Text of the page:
God? ~ Dr. Evan Finkelstein

Via on Nov 30, 2011
Photo: Amancay Maahs

Some say there is one God; some say there are many Gods, some that there is no God at all.

What does this have to do with the price of beans in China? Not much. Unless you were God, then, according to some, You would be the beans, You would be the price, and You would be China. And, even when people referred to You as “You” they would have to capitalize the Y. That’s pretty special treatment.

Photo: Sarah Spaulding

Some people destroy in the name of “their” God and are convinced that they are doing the right thing. Others think those people are crazy and that God (“their” God, not the God of the crazy people) will certainly punish the destroyers for their wicked deeds.

Obviously, the God of those people can’t be as great as “our” God; if He/She were, then those people wouldn’t be doing those insane things. Why can’t they just come over to our God? And see the “true” Light? Then, everything would be so much better (at least, from that point of view).

For thousands of years, there have been arguments, wars, inquisitions, trials, immolations, excommunications and on and on, related to the existence and nature of God: what is the right way to envision God?

Does He, or maybe She, sit on a large fancy throne high up in the clouds somewhere in heaven surrounded by angels and other assorted celestial beings? And, how did they get that heavy throne to stay up in the sky? Well, it’s God, man, He/She can do anything!

Well, if He/She can do anything why can’t my team get into the Superbowl? Is He/She deaf? Can’t God hear my prayers? Is Green Bay, Wisconsin closer to heaven than Chicago, Illinois? Or, do they just yell louder? Does this mean that God has preferences? Does He/She just like some of us better than others of us? Is it the way we dress? Our cologne? Our mouthwash? Was it something we said?

And if God is omnipresent why can’t we see Him/Her?

I mean God should be a lot easier to find than our glasses or car keys. Some saints claimed to experience God; others said those saints were nuts and that God is a just a hallucination of their imagination. Some contend God doesn’t exist at all. Life just came into being of its own; we don’t know exactly how it first started; it just did that’s all, just be quiet and pass the chips.

And some say that God is supposed to be omniscient about the past, present, and future. He/She knows everything you’re going to do before you do it. So, do we have free will or not? If God already knows, then isn’t everything already predestined? So is free will fake? An illusion? Are we just a bunch of wind-up toys that can’t find the key nor meet our winder? Some of us fall off the table and some of us don’t, but there’s no rhyme or reason why? Or is there rhyme and reason, but few, if any, can figure it out? Not poets, nor logicians. Maybe, those that think they figured it out start religions or, at least, health spas.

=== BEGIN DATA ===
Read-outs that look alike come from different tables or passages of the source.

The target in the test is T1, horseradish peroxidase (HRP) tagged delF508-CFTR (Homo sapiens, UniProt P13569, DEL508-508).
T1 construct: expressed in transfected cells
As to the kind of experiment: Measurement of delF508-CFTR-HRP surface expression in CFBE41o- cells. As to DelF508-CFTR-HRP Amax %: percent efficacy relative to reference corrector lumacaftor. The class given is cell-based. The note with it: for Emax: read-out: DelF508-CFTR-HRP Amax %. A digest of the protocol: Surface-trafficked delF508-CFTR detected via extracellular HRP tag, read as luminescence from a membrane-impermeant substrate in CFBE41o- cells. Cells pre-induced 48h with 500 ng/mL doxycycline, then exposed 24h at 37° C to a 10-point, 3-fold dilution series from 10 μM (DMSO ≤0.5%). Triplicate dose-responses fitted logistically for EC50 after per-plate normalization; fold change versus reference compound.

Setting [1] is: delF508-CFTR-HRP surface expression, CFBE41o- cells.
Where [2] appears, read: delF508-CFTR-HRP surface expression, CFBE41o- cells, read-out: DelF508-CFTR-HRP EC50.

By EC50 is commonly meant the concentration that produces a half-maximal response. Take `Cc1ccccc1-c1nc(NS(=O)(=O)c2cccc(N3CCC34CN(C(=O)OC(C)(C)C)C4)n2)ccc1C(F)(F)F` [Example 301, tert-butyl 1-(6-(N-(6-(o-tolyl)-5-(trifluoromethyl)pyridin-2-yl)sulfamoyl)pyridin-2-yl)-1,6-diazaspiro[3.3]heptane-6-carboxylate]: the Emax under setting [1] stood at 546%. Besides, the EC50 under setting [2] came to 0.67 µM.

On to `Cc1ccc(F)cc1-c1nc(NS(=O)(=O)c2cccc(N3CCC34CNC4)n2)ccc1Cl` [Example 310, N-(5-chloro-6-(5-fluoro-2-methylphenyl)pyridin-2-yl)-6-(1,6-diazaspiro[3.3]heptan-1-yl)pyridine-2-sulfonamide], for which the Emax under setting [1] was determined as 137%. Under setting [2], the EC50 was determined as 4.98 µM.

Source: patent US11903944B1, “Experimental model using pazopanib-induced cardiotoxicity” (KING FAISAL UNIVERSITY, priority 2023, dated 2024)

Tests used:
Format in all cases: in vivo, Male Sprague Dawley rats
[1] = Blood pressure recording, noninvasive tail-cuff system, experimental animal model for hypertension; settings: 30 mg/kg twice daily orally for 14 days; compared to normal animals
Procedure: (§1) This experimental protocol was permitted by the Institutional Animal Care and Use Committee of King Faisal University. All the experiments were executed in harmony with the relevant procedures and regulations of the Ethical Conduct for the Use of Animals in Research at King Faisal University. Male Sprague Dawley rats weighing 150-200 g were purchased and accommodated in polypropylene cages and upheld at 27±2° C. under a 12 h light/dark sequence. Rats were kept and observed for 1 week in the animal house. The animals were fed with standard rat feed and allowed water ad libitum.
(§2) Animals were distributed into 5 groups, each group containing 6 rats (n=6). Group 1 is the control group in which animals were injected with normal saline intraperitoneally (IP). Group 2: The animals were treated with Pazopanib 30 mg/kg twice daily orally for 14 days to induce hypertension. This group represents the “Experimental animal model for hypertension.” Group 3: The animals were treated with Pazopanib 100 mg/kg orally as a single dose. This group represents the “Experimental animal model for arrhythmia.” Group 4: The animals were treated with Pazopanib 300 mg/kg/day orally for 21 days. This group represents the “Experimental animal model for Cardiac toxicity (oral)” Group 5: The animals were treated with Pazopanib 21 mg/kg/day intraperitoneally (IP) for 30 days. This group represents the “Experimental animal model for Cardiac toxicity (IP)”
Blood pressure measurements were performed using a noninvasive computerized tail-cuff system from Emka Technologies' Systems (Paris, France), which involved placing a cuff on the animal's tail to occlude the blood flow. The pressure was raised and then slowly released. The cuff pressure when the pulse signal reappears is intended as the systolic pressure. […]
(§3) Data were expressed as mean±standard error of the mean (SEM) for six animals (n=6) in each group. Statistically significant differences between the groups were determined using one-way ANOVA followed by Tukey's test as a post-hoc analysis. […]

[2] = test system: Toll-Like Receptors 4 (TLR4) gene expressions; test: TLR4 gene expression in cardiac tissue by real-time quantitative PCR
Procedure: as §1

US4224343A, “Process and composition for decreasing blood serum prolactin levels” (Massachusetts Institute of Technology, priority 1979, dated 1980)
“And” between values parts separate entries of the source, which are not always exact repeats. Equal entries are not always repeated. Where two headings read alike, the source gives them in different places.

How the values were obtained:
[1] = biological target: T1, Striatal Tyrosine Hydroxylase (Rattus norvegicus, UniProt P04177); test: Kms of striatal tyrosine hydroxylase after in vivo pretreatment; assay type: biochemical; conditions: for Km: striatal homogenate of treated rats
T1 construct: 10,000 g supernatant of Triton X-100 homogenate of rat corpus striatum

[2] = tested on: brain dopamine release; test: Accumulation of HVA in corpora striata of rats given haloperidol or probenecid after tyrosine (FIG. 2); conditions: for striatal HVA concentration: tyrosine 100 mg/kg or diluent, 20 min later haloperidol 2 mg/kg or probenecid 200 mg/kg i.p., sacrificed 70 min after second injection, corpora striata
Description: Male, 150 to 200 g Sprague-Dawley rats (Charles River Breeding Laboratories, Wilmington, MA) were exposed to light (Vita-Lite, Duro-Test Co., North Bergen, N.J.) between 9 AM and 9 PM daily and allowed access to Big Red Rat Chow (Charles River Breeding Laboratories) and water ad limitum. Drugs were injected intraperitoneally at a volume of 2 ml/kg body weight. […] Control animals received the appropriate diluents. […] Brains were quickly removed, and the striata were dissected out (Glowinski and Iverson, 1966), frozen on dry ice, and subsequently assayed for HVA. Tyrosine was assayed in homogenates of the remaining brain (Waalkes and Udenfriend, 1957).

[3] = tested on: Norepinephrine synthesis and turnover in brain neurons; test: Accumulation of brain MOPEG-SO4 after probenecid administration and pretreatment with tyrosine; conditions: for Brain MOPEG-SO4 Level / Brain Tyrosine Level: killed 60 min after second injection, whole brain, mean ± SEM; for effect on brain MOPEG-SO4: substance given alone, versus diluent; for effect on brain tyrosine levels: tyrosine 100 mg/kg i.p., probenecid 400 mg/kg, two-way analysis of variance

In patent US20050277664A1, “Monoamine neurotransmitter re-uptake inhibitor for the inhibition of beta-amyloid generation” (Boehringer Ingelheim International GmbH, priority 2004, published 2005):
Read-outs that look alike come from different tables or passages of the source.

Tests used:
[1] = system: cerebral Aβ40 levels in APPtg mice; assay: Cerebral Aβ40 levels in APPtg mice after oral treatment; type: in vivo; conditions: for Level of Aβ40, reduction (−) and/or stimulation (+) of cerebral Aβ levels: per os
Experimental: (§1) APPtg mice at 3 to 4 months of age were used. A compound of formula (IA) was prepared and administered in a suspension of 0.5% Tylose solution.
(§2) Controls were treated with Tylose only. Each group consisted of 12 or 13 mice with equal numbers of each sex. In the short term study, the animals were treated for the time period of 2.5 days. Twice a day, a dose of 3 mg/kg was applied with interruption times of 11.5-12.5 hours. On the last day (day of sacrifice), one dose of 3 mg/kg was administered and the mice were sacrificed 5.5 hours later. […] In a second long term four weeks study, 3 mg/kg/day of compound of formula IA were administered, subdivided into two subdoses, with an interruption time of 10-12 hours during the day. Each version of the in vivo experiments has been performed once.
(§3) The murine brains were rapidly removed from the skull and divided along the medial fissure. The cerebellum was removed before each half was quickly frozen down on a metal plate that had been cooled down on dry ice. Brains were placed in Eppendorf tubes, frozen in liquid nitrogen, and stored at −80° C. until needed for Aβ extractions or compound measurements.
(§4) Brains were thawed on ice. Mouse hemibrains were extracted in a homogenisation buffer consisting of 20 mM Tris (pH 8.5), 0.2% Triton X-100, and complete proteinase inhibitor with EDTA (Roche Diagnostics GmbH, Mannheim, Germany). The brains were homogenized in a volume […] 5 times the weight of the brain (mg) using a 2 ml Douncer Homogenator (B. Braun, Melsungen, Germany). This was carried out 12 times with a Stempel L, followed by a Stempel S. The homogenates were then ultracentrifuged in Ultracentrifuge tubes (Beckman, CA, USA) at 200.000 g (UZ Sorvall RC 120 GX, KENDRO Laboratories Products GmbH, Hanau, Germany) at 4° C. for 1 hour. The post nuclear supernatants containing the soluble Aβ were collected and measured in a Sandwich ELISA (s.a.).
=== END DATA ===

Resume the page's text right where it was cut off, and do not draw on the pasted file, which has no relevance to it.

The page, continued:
And, what is this whole thing about suffering? Some say that God is all merciful and all loving and omnipotent. If He/She is that way, why is so much of the world in turmoil? Why are there so many tears and fears? Can’t God control His/Her own show?

If not, then where’s the omnipotence? If God can, then where’re all the love and the mercy? Or, do we bring the suffering on ourselves by doing things we shouldn’t and perhaps God’s just shaking His/Her cosmic head thinking: “I really wish they’d stop doing that! Well, in time they’ll learn; if I do it all for them, they’ll never develop.”

And what about Justice? Some say God is like a completely fair and impartial judge. He/She rewards the just and punishes the wicked. Well bad things certainly do happen to good people. At least, many would say they are good people and the things that happened to them were bad. Would God not agree? Does He/She perhaps see things we don’t? Or, is reincarnation true and these good folks are just currently reaping what they have sown in some past not so good life? This could explain a lot of seeming inequities, if it were true.

Maybe there is order and justice in the world; maybe it is being run by an all-knowing, all-powerful, all-loving and intelligent existence, but who really knows?

Maybe it’s all just an empty nothing that came from nowhere and is going to nowhere, but it sure, sometimes, dresses fancy and makes a lot of noise trying to figure things out and find its way! Maybe that’s what God is, the actual process of living.

During my life-search, in 1969 I learned the practice of Transcendental Meditation and something opened up to me inside; it was an experience of simplicity, peace and a sweet feeling of “knowingness,” it felt very good and it occurred many times during my years of practice. These days, when my mind rumbles on, as it sometimes will, about all these theological and philosophical questions, I just have to laugh because it’s just so funny that one can know without knowing. Yes, as strange as it may seem, one can know without knowing.